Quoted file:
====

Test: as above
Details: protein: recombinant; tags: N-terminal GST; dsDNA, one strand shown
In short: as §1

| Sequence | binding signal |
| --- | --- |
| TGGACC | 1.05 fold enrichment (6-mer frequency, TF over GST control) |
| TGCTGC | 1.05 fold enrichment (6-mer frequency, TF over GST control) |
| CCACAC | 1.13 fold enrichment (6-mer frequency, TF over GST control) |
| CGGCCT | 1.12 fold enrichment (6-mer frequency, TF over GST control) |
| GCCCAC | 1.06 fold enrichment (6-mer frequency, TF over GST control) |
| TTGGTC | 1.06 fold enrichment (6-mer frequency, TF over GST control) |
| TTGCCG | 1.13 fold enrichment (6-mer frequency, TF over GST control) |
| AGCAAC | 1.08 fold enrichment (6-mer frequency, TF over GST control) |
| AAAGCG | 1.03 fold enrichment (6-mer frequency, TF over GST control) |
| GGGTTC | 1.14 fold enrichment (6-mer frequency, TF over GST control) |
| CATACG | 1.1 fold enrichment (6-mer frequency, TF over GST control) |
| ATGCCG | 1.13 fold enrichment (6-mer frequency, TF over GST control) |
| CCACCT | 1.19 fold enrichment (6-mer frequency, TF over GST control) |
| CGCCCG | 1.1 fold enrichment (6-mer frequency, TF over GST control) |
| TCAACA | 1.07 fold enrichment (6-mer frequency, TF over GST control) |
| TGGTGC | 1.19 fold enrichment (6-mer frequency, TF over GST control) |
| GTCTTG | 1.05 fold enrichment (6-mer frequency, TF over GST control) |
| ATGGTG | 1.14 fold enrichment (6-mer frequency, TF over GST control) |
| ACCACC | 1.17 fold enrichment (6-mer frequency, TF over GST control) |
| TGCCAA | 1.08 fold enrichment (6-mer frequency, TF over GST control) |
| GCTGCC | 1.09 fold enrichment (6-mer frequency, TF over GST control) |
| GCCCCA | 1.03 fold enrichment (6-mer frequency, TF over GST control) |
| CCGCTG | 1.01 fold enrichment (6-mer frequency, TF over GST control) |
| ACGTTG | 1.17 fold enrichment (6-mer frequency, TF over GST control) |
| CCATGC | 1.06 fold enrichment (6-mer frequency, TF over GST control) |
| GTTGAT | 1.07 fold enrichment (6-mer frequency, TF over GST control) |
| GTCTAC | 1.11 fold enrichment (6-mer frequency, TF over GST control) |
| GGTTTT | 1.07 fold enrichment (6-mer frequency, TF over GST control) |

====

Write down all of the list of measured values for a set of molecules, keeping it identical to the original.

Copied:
Test: as above
Details: protein: recombinant; tags: N-terminal GST; dsDNA, one strand shown
In short: as §1

| Sequence | binding signal |
| --- | --- |
| TGGACC | 1.05 fold enrichment (6-mer frequency, TF over GST control) |
| TGCTGC | 1.05 fold enrichment (6-mer frequency, TF over GST control) |
| CCACAC | 1.13 fold enrichment (6-mer frequency, TF over GST control) |
| CGGCCT | 1.12 fold enrichment (6-mer frequency, TF over GST control) |
| GCCCAC | 1.06 fold enrichment (6-mer frequency, TF over GST control) |
| TTGGTC | 1.06 fold enrichment (6-mer frequency, TF over GST control) |
| TTGCCG | 1.13 fold enrichment (6-mer frequency, TF over GST control) |
| AGCAAC | 1.08 fold enrichment (6-mer frequency, TF over GST control) |
| AAAGCG | 1.03 fold enrichment (6-mer frequency, TF over GST control) |
| GGGTTC | 1.14 fold enrichment (6-mer frequency, TF over GST control) |
| CATACG | 1.1 fold enrichment (6-mer frequency, TF over GST control) |
| ATGCCG | 1.13 fold enrichment (6-mer frequency, TF over GST control) |
| CCACCT | 1.19 fold enrichment (6-mer frequency, TF over GST control) |
| CGCCCG | 1.1 fold enrichment (6-mer frequency, TF over GST control) |
| TCAACA | 1.07 fold enrichment (6-mer frequency, TF over GST control) |
| TGGTGC | 1.19 fold enrichment (6-mer frequency, TF over GST control) |
| GTCTTG | 1.05 fold enrichment (6-mer frequency, TF over GST control) |
| ATGGTG | 1.14 fold enrichment (6-mer frequency, TF over GST control) |
| ACCACC | 1.17 fold enrichment (6-mer frequency, TF over GST control) |
| TGCCAA | 1.08 fold enrichment (6-mer frequency, TF over GST control) |
| GCTGCC | 1.09 fold enrichment (6-mer frequency, TF over GST control) |
| GCCCCA | 1.03 fold enrichment (6-mer frequency, TF over GST control) |
| CCGCTG | 1.01 fold enrichment (6-mer frequency, TF over GST control) |
| ACGTTG | 1.17 fold enrichment (6-mer frequency, TF over GST control) |
| CCATGC | 1.06 fold enrichment (6-mer frequency, TF over GST control) |
| GTTGAT | 1.07 fold enrichment (6-mer frequency, TF over GST control) |
| GTCTAC | 1.11 fold enrichment (6-mer frequency, TF over GST control) |
| GGTTTT | 1.07 fold enrichment (6-mer frequency, TF over GST control) |